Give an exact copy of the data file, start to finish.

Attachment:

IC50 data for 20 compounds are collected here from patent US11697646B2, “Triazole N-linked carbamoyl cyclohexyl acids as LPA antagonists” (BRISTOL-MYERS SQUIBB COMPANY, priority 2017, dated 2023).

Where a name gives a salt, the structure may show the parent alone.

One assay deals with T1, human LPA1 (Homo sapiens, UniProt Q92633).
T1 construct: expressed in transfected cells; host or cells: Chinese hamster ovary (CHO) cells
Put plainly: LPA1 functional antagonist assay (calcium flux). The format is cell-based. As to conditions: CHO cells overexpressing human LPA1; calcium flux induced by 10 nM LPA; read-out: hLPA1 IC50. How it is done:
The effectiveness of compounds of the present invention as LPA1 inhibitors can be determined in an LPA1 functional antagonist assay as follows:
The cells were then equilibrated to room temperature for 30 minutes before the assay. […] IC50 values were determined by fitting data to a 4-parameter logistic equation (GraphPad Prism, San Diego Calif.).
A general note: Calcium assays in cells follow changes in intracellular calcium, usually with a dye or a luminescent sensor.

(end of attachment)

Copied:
IC50 data for 20 compounds are collected here from patent US11697646B2, “Triazole N-linked carbamoyl cyclohexyl acids as LPA antagonists” (BRISTOL-MYERS SQUIBB COMPANY, priority 2017, dated 2023).

Where a name gives a salt, the structure may show the parent alone.

One assay deals with T1, human LPA1 (Homo sapiens, UniProt Q92633).
T1 construct: expressed in transfected cells; host or cells: Chinese hamster ovary (CHO) cells
Put plainly: LPA1 functional antagonist assay (calcium flux). The format is cell-based. As to conditions: CHO cells overexpressing human LPA1; calcium flux induced by 10 nM LPA; read-out: hLPA1 IC50. How it is done:
The effectiveness of compounds of the present invention as LPA1 inhibitors can be determined in an LPA1 functional antagonist assay as follows:
The cells were then equilibrated to room temperature for 30 minutes before the assay. […] IC50 values were determined by fitting data to a 4-parameter logistic equation (GraphPad Prism, San Diego Calif.).
A general note: Calcium assays in cells follow changes in intracellular calcium, usually with a dye or a luminescent sensor.